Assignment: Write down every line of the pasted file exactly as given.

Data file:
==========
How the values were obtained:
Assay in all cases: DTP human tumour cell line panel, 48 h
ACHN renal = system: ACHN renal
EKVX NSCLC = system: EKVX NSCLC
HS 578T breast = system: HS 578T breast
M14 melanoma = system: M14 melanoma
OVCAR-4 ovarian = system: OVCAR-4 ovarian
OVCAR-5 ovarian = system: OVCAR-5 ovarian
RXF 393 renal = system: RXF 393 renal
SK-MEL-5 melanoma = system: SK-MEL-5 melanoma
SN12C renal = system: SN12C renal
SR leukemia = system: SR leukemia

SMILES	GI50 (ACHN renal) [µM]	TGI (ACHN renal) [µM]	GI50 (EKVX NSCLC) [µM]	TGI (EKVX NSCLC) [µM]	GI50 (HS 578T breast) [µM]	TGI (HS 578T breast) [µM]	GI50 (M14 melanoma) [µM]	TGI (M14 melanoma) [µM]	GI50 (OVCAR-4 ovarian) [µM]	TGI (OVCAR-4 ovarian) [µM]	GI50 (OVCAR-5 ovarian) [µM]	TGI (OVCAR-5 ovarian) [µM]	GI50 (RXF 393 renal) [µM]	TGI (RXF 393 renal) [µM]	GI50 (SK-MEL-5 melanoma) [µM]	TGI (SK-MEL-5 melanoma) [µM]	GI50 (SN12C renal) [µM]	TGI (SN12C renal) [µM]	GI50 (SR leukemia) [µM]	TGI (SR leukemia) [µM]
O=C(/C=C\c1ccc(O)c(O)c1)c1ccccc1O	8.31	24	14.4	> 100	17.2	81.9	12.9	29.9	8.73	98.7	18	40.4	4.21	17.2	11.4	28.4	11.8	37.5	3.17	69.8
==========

How the values were obtained:
Assay in all cases: DTP human tumour cell line panel, 48 h
ACHN renal = system: ACHN renal
EKVX NSCLC = system: EKVX NSCLC
HS 578T breast = system: HS 578T breast
M14 melanoma = system: M14 melanoma
OVCAR-4 ovarian = system: OVCAR-4 ovarian
OVCAR-5 ovarian = system: OVCAR-5 ovarian
RXF 393 renal = system: RXF 393 renal
SK-MEL-5 melanoma = system: SK-MEL-5 melanoma
SN12C renal = system: SN12C renal
SR leukemia = system: SR leukemia

SMILES	GI50 (ACHN renal) [µM]	TGI (ACHN renal) [µM]	GI50 (EKVX NSCLC) [µM]	TGI (EKVX NSCLC) [µM]	GI50 (HS 578T breast) [µM]	TGI (HS 578T breast) [µM]	GI50 (M14 melanoma) [µM]	TGI (M14 melanoma) [µM]	GI50 (OVCAR-4 ovarian) [µM]	TGI (OVCAR-4 ovarian) [µM]	GI50 (OVCAR-5 ovarian) [µM]	TGI (OVCAR-5 ovarian) [µM]	GI50 (RXF 393 renal) [µM]	TGI (RXF 393 renal) [µM]	GI50 (SK-MEL-5 melanoma) [µM]	TGI (SK-MEL-5 melanoma) [µM]	GI50 (SN12C renal) [µM]	TGI (SN12C renal) [µM]	GI50 (SR leukemia) [µM]	TGI (SR leukemia) [µM]
O=C(/C=C\c1ccc(O)c(O)c1)c1ccccc1O	8.31	24	14.4	> 100	17.2	81.9	12.9	29.9	8.73	98.7	18	40.4	4.21	17.2	11.4	28.4	11.8	37.5	3.17	69.8